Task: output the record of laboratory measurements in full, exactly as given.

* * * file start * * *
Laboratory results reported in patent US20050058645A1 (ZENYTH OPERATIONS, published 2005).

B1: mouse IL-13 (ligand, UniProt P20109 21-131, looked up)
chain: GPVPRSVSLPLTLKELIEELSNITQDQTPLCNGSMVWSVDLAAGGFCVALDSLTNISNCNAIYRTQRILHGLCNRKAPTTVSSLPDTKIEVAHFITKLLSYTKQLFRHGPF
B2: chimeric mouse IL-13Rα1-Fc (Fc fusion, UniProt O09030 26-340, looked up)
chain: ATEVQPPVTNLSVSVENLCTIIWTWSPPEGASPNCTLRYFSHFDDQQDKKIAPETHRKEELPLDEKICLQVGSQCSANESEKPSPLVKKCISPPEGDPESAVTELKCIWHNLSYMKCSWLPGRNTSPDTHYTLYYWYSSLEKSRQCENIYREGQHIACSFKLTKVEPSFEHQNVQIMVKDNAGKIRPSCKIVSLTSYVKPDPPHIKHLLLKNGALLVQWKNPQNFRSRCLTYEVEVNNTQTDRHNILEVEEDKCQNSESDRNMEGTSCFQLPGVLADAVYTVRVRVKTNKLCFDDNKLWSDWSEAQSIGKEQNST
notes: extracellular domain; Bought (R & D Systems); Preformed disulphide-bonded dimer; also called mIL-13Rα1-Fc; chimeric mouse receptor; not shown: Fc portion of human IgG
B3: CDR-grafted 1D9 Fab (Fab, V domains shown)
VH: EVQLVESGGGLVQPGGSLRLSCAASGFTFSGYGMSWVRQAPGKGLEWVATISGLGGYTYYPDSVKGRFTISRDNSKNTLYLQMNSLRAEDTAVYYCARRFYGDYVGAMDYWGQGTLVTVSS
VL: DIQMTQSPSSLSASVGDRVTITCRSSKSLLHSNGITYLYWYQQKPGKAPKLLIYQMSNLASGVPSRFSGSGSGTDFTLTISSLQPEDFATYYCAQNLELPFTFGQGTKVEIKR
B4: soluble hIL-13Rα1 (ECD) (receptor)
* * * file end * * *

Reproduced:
Laboratory results reported in patent US20050058645A1 (ZENYTH OPERATIONS, published 2005).

B1: mouse IL-13 (ligand, UniProt P20109 21-131, looked up)
chain: GPVPRSVSLPLTLKELIEELSNITQDQTPLCNGSMVWSVDLAAGGFCVALDSLTNISNCNAIYRTQRILHGLCNRKAPTTVSSLPDTKIEVAHFITKLLSYTKQLFRHGPF
B2: chimeric mouse IL-13Rα1-Fc (Fc fusion, UniProt O09030 26-340, looked up)
chain: ATEVQPPVTNLSVSVENLCTIIWTWSPPEGASPNCTLRYFSHFDDQQDKKIAPETHRKEELPLDEKICLQVGSQCSANESEKPSPLVKKCISPPEGDPESAVTELKCIWHNLSYMKCSWLPGRNTSPDTHYTLYYWYSSLEKSRQCENIYREGQHIACSFKLTKVEPSFEHQNVQIMVKDNAGKIRPSCKIVSLTSYVKPDPPHIKHLLLKNGALLVQWKNPQNFRSRCLTYEVEVNNTQTDRHNILEVEEDKCQNSESDRNMEGTSCFQLPGVLADAVYTVRVRVKTNKLCFDDNKLWSDWSEAQSIGKEQNST
notes: extracellular domain; Bought (R & D Systems); Preformed disulphide-bonded dimer; also called mIL-13Rα1-Fc; chimeric mouse receptor; not shown: Fc portion of human IgG
B3: CDR-grafted 1D9 Fab (Fab, V domains shown)
VH: EVQLVESGGGLVQPGGSLRLSCAASGFTFSGYGMSWVRQAPGKGLEWVATISGLGGYTYYPDSVKGRFTISRDNSKNTLYLQMNSLRAEDTAVYYCARRFYGDYVGAMDYWGQGTLVTVSS
VL: DIQMTQSPSSLSASVGDRVTITCRSSKSLLHSNGITYLYWYQQKPGKAPKLLIYQMSNLASGVPSRFSGSGSGTDFTLTISSLQPEDFATYYCAQNLELPFTFGQGTKVEIKR
B4: soluble hIL-13Rα1 (ECD) (receptor)